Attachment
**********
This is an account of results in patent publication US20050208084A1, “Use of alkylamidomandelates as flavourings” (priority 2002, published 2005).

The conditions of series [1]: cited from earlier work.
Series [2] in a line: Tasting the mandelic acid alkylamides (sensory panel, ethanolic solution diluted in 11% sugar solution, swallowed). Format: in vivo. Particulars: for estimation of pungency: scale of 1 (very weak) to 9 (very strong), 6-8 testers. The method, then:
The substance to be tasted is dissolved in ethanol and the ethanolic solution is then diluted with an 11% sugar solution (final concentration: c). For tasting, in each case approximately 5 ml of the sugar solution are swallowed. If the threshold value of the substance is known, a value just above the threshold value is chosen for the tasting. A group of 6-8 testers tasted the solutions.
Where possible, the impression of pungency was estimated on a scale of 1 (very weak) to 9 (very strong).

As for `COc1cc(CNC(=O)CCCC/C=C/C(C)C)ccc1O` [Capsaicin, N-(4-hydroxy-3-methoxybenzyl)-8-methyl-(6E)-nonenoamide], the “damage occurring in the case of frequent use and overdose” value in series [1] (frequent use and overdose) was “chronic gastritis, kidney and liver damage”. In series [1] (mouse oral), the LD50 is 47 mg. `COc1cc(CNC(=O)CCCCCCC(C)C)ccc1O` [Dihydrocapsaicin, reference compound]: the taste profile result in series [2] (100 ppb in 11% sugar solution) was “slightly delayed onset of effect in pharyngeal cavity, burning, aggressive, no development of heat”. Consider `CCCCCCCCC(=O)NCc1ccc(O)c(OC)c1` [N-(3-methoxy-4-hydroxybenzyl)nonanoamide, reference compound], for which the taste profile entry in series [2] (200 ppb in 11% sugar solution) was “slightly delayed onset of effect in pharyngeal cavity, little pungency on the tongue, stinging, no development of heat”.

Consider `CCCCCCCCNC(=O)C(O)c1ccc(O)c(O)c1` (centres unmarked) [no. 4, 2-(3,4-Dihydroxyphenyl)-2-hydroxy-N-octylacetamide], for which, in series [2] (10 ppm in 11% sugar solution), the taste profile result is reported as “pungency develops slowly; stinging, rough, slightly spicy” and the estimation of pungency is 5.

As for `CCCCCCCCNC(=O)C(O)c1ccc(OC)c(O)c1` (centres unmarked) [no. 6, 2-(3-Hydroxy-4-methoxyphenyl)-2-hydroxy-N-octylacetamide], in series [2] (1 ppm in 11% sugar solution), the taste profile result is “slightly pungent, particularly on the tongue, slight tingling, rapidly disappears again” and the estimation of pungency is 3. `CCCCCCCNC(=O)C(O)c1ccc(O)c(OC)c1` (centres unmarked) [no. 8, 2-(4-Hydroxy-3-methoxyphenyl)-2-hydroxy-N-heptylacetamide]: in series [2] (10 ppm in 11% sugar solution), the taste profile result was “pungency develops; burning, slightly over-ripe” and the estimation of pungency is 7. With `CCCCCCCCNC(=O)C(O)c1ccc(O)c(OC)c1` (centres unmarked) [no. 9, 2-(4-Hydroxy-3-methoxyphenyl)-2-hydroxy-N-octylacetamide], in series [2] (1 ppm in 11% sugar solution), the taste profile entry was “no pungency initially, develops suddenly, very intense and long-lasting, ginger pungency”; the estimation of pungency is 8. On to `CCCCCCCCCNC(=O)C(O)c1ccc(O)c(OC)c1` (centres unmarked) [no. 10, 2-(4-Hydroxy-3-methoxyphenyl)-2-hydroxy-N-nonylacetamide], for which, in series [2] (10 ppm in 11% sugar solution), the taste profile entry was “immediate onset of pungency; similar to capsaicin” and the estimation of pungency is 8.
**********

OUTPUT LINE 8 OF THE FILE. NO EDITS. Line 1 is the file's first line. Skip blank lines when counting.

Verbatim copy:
As for `CCCCCCCCNC(=O)C(O)c1ccc(OC)c(O)c1` (centres unmarked) [no. 6, 2-(3-Hydroxy-4-methoxyphenyl)-2-hydroxy-N-octylacetamide], in series [2] (1 ppm in 11% sugar solution), the taste profile result is “slightly pungent, particularly on the tongue, slight tingling, rapidly disappears again” and the estimation of pungency is 3. `CCCCCCCNC(=O)C(O)c1ccc(O)c(OC)c1` (centres unmarked) [no. 8, 2-(4-Hydroxy-3-methoxyphenyl)-2-hydroxy-N-heptylacetamide]: in series [2] (10 ppm in 11% sugar solution), the taste profile result was “pungency develops; burning, slightly over-ripe” and the estimation of pungency is 7. With `CCCCCCCCNC(=O)C(O)c1ccc(O)c(OC)c1` (centres unmarked) [no. 9, 2-(4-Hydroxy-3-methoxyphenyl)-2-hydroxy-N-octylacetamide], in series [2] (1 ppm in 11% sugar solution), the taste profile entry was “no pungency initially, develops suddenly, very intense and long-lasting, ginger pungency”; the estimation of pungency is 8. On to `CCCCCCCCCNC(=O)C(O)c1ccc(O)c(OC)c1` (centres unmarked) [no. 10, 2-(4-Hydroxy-3-methoxyphenyl)-2-hydroxy-N-nonylacetamide], for which, in series [2] (10 ppm in 11% sugar solution), the taste profile entry was “immediate onset of pungency; similar to capsaicin” and the estimation of pungency is 8.